Learn the law. And more than that! More than that, people, learn that there IS law.

Red Cardigan said...

Mr. Johnson, respectfully, I appreciate the laws. But I also recognize that one of our main issues is not the law, but the interpretation, especially by the bishops who are our spiritual fathers.

Take music, for instance. The documents I've read say that chant should have pride of place and lists four options for the singing of the antiphons, the fourth of which is to substitute a suitable hymn. Now, I can look at that and say, "See! We should be chanting all of the Mass parts. We should be singing the antiphons. If we're not, we're breaking the law!"

But it's not that easy. Singing a hymn is permitted. Singing approved Mass settings which are more "hymn-like" than chant-modeled is permitted. Nobody who sings the Mass of Creation and a four-hymn sandwich at Mass every week is breaking the *letter* of the law.

Can we argue that the *spirit* of the law is being violated? Yes--but here we run into a sticky issue. The bishops, by virtue of their ordination and office, are in charge of liturgical implementation in their dioceses. The decision about whether the four-hymn sandwich violates the spirit of the law or does not or is pastorally required for some reason is *theirs* to make, not ours.

This does not mean, of course, that even a bishop can play fast-and-loose with the Mass, ad-libbing etc.; when these things happen they should be properly reported. But if Father X. likes the choir to sing "On Eagles' Wings" as an Offertory hymn, and his local ordinary hasn't said otherwise, then Father X. is not breaking the law, and neither is his bishop.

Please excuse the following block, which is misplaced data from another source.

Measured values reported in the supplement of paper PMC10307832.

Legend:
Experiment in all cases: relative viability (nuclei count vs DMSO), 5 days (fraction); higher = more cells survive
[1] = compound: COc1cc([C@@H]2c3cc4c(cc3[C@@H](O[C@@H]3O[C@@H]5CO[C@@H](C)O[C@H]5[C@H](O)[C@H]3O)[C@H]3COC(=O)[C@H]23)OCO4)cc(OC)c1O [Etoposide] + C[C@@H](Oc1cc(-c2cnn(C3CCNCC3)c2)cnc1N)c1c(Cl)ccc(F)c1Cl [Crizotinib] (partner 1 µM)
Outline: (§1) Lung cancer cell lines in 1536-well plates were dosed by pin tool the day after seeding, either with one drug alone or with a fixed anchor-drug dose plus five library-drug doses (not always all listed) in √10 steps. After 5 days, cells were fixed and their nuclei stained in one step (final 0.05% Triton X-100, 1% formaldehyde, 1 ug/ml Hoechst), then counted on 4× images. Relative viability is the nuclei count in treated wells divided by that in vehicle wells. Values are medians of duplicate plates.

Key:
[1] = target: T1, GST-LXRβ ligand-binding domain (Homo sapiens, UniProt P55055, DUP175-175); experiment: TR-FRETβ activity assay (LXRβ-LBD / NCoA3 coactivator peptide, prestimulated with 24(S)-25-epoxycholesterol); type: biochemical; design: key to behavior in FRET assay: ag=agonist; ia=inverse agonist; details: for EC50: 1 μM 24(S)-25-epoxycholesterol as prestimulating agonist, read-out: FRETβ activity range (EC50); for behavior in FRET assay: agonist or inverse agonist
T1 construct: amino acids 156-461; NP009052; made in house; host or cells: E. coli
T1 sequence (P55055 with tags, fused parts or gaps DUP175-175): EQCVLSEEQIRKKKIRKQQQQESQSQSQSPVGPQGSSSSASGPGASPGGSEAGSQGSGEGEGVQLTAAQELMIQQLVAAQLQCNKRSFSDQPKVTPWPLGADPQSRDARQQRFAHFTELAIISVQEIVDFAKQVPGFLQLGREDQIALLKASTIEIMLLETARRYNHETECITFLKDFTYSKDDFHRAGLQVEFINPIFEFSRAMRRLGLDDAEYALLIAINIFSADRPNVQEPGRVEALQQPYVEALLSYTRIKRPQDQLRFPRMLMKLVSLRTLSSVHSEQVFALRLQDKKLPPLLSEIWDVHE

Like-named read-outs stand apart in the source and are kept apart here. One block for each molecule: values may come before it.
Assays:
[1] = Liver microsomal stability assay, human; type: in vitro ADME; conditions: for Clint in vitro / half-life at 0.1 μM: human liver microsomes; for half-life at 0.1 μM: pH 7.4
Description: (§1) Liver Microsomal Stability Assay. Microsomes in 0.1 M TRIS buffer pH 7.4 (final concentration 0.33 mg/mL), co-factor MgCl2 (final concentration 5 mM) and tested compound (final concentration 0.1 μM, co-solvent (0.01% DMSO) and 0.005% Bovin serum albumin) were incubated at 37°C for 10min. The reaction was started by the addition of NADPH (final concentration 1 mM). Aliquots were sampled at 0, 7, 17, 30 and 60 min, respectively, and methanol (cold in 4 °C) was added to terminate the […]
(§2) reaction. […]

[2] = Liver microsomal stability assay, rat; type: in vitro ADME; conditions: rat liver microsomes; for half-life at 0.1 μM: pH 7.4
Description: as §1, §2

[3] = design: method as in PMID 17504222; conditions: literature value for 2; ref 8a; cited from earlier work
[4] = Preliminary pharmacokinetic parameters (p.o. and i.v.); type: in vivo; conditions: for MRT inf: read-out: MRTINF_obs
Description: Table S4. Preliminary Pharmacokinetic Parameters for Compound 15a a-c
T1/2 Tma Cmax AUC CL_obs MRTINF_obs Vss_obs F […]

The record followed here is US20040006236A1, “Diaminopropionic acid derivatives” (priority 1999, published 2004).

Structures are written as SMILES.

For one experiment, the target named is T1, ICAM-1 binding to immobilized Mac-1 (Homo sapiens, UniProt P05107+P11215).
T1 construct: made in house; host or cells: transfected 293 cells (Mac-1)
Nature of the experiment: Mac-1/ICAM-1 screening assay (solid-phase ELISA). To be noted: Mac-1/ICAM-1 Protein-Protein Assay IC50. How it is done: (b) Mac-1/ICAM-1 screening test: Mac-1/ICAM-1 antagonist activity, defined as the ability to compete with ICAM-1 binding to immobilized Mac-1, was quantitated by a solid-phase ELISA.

Frankly, I'd like the more modern music to die a natural death; I'd like to learn and sing all the antiphons with my choir; I'd like every future church building to be constructed without so much as a glance at "Environment and Art in Catholic Worship" (which document should be burned, and the ashes salted and buried); I'd like the proper amounts of reverence and solemnity, and I'd like to have a "New Translation Party" this coming November. The only thing I'm actually allowed to do are the last two, though (and I can only be reverent and solemn myself; I can't make anybody else be so): the other things are decided by my bishop and my pastor, and that's probably a good thing.

Lisa said...
This comment has been removed by the author.
SCCatholic said...

I dislike the "biological solution" phrase precisely because it can be interpreted as eagerly awaiting someone's death.

Fr Z uses it (at least for priests and bishops) in reference to their retirement. See the May 6 article on Bishop Morris of Australia (last red comment in the article).

Anonymous said...

SCatholic,

It's not true that Fr. Z uses the phrase 'biological solution' only to refer to the retirement of priests and bishops. Take a look at this quote: